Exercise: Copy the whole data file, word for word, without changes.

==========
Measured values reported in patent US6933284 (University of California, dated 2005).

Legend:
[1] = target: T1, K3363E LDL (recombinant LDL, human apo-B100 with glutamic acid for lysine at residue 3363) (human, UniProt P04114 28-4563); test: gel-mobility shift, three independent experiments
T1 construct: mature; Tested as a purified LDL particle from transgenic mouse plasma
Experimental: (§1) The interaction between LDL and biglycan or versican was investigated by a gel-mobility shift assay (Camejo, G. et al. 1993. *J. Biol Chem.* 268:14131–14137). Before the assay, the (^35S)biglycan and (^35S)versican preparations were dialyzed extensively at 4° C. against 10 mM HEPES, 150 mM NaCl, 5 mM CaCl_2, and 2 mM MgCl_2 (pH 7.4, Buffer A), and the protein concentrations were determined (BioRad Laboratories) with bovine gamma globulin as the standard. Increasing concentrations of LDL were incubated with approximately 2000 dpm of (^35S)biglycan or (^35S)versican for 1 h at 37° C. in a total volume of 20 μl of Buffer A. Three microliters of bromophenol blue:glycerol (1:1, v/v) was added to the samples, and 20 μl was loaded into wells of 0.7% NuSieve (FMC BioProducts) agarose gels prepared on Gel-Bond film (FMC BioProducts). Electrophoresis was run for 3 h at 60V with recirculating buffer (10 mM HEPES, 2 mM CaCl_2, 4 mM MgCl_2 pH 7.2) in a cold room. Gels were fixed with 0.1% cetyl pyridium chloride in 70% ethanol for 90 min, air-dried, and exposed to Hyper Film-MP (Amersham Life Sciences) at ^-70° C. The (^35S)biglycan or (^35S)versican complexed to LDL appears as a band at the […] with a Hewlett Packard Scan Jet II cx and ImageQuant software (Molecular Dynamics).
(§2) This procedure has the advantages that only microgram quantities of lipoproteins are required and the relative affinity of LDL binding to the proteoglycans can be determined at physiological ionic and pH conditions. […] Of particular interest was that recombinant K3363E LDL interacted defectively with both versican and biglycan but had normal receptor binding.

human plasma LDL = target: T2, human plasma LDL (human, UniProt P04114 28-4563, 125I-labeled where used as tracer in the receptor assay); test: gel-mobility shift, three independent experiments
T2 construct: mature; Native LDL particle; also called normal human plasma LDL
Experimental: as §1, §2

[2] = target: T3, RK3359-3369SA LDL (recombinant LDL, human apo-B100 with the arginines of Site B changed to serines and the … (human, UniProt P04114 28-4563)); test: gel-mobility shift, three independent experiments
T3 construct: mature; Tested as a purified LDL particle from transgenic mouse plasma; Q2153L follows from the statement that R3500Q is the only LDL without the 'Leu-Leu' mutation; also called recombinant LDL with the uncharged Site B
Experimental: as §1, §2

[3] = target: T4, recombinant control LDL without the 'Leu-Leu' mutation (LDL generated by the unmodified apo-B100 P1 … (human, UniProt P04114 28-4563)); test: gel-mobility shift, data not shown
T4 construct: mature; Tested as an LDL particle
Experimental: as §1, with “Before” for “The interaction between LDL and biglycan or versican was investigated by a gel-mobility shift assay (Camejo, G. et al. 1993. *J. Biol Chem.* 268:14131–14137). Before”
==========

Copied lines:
Measured values reported in patent US6933284 (University of California, dated 2005).

Legend:
[1] = target: T1, K3363E LDL (recombinant LDL, human apo-B100 with glutamic acid for lysine at residue 3363) (human, UniProt P04114 28-4563); test: gel-mobility shift, three independent experiments
T1 construct: mature; Tested as a purified LDL particle from transgenic mouse plasma
Experimental: (§1) The interaction between LDL and biglycan or versican was investigated by a gel-mobility shift assay (Camejo, G. et al. 1993. *J. Biol Chem.* 268:14131–14137). Before the assay, the (^35S)biglycan and (^35S)versican preparations were dialyzed extensively at 4° C. against 10 mM HEPES, 150 mM NaCl, 5 mM CaCl_2, and 2 mM MgCl_2 (pH 7.4, Buffer A), and the protein concentrations were determined (BioRad Laboratories) with bovine gamma globulin as the standard. Increasing concentrations of LDL were incubated with approximately 2000 dpm of (^35S)biglycan or (^35S)versican for 1 h at 37° C. in a total volume of 20 μl of Buffer A. Three microliters of bromophenol blue:glycerol (1:1, v/v) was added to the samples, and 20 μl was loaded into wells of 0.7% NuSieve (FMC BioProducts) agarose gels prepared on Gel-Bond film (FMC BioProducts). Electrophoresis was run for 3 h at 60V with recirculating buffer (10 mM HEPES, 2 mM CaCl_2, 4 mM MgCl_2 pH 7.2) in a cold room. Gels were fixed with 0.1% cetyl pyridium chloride in 70% ethanol for 90 min, air-dried, and exposed to Hyper Film-MP (Amersham Life Sciences) at ^-70° C. The (^35S)biglycan or (^35S)versican complexed to LDL appears as a band at the […] with a Hewlett Packard Scan Jet II cx and ImageQuant software (Molecular Dynamics).
(§2) This procedure has the advantages that only microgram quantities of lipoproteins are required and the relative affinity of LDL binding to the proteoglycans can be determined at physiological ionic and pH conditions. […] Of particular interest was that recombinant K3363E LDL interacted defectively with both versican and biglycan but had normal receptor binding.

human plasma LDL = target: T2, human plasma LDL (human, UniProt P04114 28-4563, 125I-labeled where used as tracer in the receptor assay); test: gel-mobility shift, three independent experiments
T2 construct: mature; Native LDL particle; also called normal human plasma LDL
Experimental: as §1, §2

[2] = target: T3, RK3359-3369SA LDL (recombinant LDL, human apo-B100 with the arginines of Site B changed to serines and the … (human, UniProt P04114 28-4563)); test: gel-mobility shift, three independent experiments
T3 construct: mature; Tested as a purified LDL particle from transgenic mouse plasma; Q2153L follows from the statement that R3500Q is the only LDL without the 'Leu-Leu' mutation; also called recombinant LDL with the uncharged Site B
Experimental: as §1, §2

[3] = target: T4, recombinant control LDL without the 'Leu-Leu' mutation (LDL generated by the unmodified apo-B100 P1 … (human, UniProt P04114 28-4563)); test: gel-mobility shift, data not shown
T4 construct: mature; Tested as an LDL particle
Experimental: as §1, with “Before” for “The interaction between LDL and biglycan or versican was investigated by a gel-mobility shift assay (Camejo, G. et al. 1993. *J. Biol Chem.* 268:14131–14137). Before”